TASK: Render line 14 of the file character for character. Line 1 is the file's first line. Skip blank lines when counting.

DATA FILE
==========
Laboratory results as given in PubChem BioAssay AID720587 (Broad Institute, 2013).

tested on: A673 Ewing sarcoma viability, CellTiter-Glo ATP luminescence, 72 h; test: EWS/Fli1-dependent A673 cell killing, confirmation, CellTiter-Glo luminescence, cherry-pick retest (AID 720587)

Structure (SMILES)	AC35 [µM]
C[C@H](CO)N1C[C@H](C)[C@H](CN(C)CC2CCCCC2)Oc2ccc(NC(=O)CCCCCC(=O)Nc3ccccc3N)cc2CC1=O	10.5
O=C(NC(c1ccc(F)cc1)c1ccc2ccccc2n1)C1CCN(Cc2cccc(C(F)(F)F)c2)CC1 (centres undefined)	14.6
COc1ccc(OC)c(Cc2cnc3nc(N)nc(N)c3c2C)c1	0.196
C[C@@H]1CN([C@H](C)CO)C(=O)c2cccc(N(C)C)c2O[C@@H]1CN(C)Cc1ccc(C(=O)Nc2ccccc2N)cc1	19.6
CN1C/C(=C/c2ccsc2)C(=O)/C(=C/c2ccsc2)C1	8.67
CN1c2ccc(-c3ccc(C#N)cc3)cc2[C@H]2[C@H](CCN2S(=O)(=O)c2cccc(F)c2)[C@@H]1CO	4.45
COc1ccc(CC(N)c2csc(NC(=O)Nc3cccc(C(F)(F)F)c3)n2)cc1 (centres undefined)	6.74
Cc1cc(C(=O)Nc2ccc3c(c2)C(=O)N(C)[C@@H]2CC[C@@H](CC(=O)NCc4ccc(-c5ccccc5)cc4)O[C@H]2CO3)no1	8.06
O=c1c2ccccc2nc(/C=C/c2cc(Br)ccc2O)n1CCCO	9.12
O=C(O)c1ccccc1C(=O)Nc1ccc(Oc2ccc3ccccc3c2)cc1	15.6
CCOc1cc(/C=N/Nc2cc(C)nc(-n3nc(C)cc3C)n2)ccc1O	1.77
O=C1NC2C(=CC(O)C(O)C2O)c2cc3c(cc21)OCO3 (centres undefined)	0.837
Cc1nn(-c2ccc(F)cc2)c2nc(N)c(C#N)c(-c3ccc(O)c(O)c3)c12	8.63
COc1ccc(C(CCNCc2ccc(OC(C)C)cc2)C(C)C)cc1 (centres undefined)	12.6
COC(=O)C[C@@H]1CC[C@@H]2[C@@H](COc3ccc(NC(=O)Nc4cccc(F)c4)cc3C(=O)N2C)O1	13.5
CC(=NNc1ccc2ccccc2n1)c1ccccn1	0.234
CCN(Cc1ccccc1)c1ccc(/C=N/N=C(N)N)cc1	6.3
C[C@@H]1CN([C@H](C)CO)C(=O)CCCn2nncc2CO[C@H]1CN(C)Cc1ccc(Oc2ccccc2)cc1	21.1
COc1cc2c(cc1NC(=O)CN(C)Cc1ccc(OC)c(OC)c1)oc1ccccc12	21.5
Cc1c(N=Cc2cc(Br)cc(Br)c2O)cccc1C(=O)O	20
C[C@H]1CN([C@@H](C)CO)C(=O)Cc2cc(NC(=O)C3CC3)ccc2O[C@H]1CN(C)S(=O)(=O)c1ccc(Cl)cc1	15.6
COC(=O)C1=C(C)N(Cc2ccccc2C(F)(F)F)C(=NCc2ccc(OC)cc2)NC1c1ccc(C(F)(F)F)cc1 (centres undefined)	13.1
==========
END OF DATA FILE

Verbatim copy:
CCOc1cc(/C=N/Nc2cc(C)nc(-n3nc(C)cc3C)n2)ccc1O	1.77